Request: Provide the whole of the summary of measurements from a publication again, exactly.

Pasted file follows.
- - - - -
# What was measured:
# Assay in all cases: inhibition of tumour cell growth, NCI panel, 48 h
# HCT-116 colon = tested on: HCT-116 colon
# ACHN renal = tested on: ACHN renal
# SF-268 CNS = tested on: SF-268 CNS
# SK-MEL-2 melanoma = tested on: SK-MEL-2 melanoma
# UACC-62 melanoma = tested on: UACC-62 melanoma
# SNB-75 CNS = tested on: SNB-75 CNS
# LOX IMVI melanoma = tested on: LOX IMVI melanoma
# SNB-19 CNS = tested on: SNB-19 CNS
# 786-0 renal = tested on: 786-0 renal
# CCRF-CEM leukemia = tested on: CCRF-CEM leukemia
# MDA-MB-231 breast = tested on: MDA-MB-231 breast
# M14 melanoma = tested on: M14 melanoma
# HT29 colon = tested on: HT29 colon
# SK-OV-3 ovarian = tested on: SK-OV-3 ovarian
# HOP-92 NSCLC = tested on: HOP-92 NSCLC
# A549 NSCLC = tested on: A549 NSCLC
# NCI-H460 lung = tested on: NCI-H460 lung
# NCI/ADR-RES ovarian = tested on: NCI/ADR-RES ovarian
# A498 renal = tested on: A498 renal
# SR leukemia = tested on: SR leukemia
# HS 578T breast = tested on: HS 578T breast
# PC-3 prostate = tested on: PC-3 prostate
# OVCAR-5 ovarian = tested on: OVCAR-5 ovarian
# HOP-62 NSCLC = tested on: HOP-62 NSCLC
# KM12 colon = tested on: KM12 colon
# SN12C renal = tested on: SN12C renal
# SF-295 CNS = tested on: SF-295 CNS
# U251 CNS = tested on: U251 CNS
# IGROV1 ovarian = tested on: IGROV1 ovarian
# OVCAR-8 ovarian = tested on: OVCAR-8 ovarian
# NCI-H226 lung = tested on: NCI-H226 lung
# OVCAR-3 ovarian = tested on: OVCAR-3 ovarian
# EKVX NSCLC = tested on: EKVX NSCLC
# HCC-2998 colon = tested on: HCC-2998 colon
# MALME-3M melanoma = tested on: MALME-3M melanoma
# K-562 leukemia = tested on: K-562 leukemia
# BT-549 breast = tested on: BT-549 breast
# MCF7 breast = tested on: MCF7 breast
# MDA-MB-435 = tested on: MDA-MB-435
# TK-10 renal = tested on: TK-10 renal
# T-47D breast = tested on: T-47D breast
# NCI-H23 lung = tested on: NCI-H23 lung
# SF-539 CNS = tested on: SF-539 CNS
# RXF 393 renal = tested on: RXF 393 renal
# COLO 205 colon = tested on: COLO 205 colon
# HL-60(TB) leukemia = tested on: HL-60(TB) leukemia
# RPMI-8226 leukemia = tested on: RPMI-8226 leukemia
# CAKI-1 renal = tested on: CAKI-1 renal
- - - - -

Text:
# What was measured:
# Assay in all cases: inhibition of tumour cell growth, NCI panel, 48 h
# HCT-116 colon = tested on: HCT-116 colon
# ACHN renal = tested on: ACHN renal
# SF-268 CNS = tested on: SF-268 CNS
# SK-MEL-2 melanoma = tested on: SK-MEL-2 melanoma
# UACC-62 melanoma = tested on: UACC-62 melanoma
# SNB-75 CNS = tested on: SNB-75 CNS
# LOX IMVI melanoma = tested on: LOX IMVI melanoma
# SNB-19 CNS = tested on: SNB-19 CNS
# 786-0 renal = tested on: 786-0 renal
# CCRF-CEM leukemia = tested on: CCRF-CEM leukemia
# MDA-MB-231 breast = tested on: MDA-MB-231 breast
# M14 melanoma = tested on: M14 melanoma
# HT29 colon = tested on: HT29 colon
# SK-OV-3 ovarian = tested on: SK-OV-3 ovarian
# HOP-92 NSCLC = tested on: HOP-92 NSCLC
# A549 NSCLC = tested on: A549 NSCLC
# NCI-H460 lung = tested on: NCI-H460 lung
# NCI/ADR-RES ovarian = tested on: NCI/ADR-RES ovarian
# A498 renal = tested on: A498 renal
# SR leukemia = tested on: SR leukemia
# HS 578T breast = tested on: HS 578T breast
# PC-3 prostate = tested on: PC-3 prostate
# OVCAR-5 ovarian = tested on: OVCAR-5 ovarian
# HOP-62 NSCLC = tested on: HOP-62 NSCLC
# KM12 colon = tested on: KM12 colon
# SN12C renal = tested on: SN12C renal
# SF-295 CNS = tested on: SF-295 CNS
# U251 CNS = tested on: U251 CNS
# IGROV1 ovarian = tested on: IGROV1 ovarian
# OVCAR-8 ovarian = tested on: OVCAR-8 ovarian
# NCI-H226 lung = tested on: NCI-H226 lung
# OVCAR-3 ovarian = tested on: OVCAR-3 ovarian
# EKVX NSCLC = tested on: EKVX NSCLC
# HCC-2998 colon = tested on: HCC-2998 colon
# MALME-3M melanoma = tested on: MALME-3M melanoma
# K-562 leukemia = tested on: K-562 leukemia
# BT-549 breast = tested on: BT-549 breast
# MCF7 breast = tested on: MCF7 breast
# MDA-MB-435 = tested on: MDA-MB-435
# TK-10 renal = tested on: TK-10 renal
# T-47D breast = tested on: T-47D breast
# NCI-H23 lung = tested on: NCI-H23 lung
# SF-539 CNS = tested on: SF-539 CNS
# RXF 393 renal = tested on: RXF 393 renal
# COLO 205 colon = tested on: COLO 205 colon
# HL-60(TB) leukemia = tested on: HL-60(TB) leukemia
# RPMI-8226 leukemia = tested on: RPMI-8226 leukemia
# CAKI-1 renal = tested on: CAKI-1 renal